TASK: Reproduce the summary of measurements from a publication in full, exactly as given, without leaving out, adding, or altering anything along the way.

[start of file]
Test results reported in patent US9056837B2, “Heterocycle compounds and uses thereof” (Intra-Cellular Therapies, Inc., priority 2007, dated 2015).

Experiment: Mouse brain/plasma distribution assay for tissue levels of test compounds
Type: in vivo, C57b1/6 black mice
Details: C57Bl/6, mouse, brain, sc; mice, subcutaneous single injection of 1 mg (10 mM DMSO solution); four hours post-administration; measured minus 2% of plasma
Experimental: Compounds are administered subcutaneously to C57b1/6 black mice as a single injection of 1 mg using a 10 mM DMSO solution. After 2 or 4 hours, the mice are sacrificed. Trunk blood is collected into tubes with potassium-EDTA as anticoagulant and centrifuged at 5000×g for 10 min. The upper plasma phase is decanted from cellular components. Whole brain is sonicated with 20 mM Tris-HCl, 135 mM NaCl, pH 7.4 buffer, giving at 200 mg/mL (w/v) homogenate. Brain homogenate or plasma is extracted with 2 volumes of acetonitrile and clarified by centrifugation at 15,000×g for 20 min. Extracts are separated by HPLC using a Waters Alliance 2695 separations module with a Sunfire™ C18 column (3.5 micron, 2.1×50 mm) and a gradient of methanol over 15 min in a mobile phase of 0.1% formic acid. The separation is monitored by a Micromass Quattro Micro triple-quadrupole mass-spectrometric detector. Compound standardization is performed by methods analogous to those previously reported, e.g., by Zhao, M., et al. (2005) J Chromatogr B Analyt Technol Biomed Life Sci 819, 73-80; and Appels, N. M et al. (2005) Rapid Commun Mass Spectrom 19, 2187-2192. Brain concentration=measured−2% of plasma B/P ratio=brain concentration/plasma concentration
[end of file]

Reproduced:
Test results reported in patent US9056837B2, “Heterocycle compounds and uses thereof” (Intra-Cellular Therapies, Inc., priority 2007, dated 2015).

Experiment: Mouse brain/plasma distribution assay for tissue levels of test compounds
Type: in vivo, C57b1/6 black mice
Details: C57Bl/6, mouse, brain, sc; mice, subcutaneous single injection of 1 mg (10 mM DMSO solution); four hours post-administration; measured minus 2% of plasma
Experimental: Compounds are administered subcutaneously to C57b1/6 black mice as a single injection of 1 mg using a 10 mM DMSO solution. After 2 or 4 hours, the mice are sacrificed. Trunk blood is collected into tubes with potassium-EDTA as anticoagulant and centrifuged at 5000×g for 10 min. The upper plasma phase is decanted from cellular components. Whole brain is sonicated with 20 mM Tris-HCl, 135 mM NaCl, pH 7.4 buffer, giving at 200 mg/mL (w/v) homogenate. Brain homogenate or plasma is extracted with 2 volumes of acetonitrile and clarified by centrifugation at 15,000×g for 20 min. Extracts are separated by HPLC using a Waters Alliance 2695 separations module with a Sunfire™ C18 column (3.5 micron, 2.1×50 mm) and a gradient of methanol over 15 min in a mobile phase of 0.1% formic acid. The separation is monitored by a Micromass Quattro Micro triple-quadrupole mass-spectrometric detector. Compound standardization is performed by methods analogous to those previously reported, e.g., by Zhao, M., et al. (2005) J Chromatogr B Analyt Technol Biomed Life Sci 819, 73-80; and Appels, N. M et al. (2005) Rapid Commun Mass Spectrom 19, 2187-2192. Brain concentration=measured−2% of plasma B/P ratio=brain concentration/plasma concentration